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Australian charities accused of spending donations on themselves
Last Updated: 2017-11-20 13:28 | Xinhua
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Australian charity organisations have been accused of spending the great bulk of donations on administration rather than the causes they represent.

Professor Charlie Teo, an internationally renowned neurosurgeon, said some of the country's bigger charities were spending up to 98 percent of donations on themselves.

Teo walked away from the brain cancer charity he set up in 2003 because of the huge amount spent on administration.

Charity organisations had become a 103 billion Australian dollars industry in the country, accounting for almost 10 percent of the workforce, he said.

"People don't quite understand that a lot of the money they donate, hard-earned money, goes to the running of the charity and not to the cause itself," he told the Weekend Sunrise television program.

"The public would object if they knew the CEOs were driving a company car, travelling first class."

"The defence is they need to spend this amount of money to run the charity. That is untrue."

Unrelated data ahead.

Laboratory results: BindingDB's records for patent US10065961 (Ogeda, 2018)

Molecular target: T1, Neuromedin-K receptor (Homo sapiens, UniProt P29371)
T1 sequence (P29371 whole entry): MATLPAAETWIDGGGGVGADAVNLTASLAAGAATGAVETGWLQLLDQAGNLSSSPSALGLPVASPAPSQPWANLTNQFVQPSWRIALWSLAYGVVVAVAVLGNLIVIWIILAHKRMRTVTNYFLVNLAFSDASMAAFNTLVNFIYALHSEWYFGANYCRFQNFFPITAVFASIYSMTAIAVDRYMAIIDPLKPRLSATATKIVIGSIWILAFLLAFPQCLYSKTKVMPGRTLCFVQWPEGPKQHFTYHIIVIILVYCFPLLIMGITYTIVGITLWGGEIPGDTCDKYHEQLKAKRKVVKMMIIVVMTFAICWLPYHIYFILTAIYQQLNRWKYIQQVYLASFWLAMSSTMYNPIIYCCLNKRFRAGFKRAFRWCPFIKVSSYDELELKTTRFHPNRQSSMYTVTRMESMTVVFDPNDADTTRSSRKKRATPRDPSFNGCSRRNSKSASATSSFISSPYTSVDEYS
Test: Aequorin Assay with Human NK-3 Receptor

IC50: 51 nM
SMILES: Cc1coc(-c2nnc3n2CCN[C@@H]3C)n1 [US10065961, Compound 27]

The surgeon said he was starting a new fund dedicated to beating brain cancer.

The Charlie Teo Foundation is scheduled to launch in March next year with minimal overhead costs.

"It is all about volunteerism. It is all about the cause, not the running of the charity itself. There is no reason why these cannot run lean."

"It hurts me, so I can imagine it would hurt anyone that the money is not going to where it is meant to be going."

Dr Teo said leaving the Cure Brain Cancer Foundation after 14 years was not easy.

"It was a great foundation, I was happy with what it had done," he said.

"(The) 65 percent they would spend on overheads is good compared with other large charities."

"(But) it is wrong that 65 percent should be good. It should be around 10 to 15 percent."

Earlier this year, the charity run by high-profile former Australian cricketer Shane Warne was investigated by Consumer Affairs Victoria because of the "low proportion of funds raised that were distributed to beneficiaries in recent years".

It had previously been revealed the Shane Warne Foundation had donated just 11 cents to 32 cents of every dollar raised each year on behalf of sick and underprivileged children since 2011, meaning 68 to 89 percent of funds were spent on administration. The foundation closed in 2017.

In the past month, the Australian government had announced a 100 million Australian dollars fund that aims to double the survival rate of brain cancer patients within a decade.

However, Teo said this was not enough to tackle the issue.

"I am hoping by starting my foundation and stepping away from the corporate charities, hopefully that will lead to better results."

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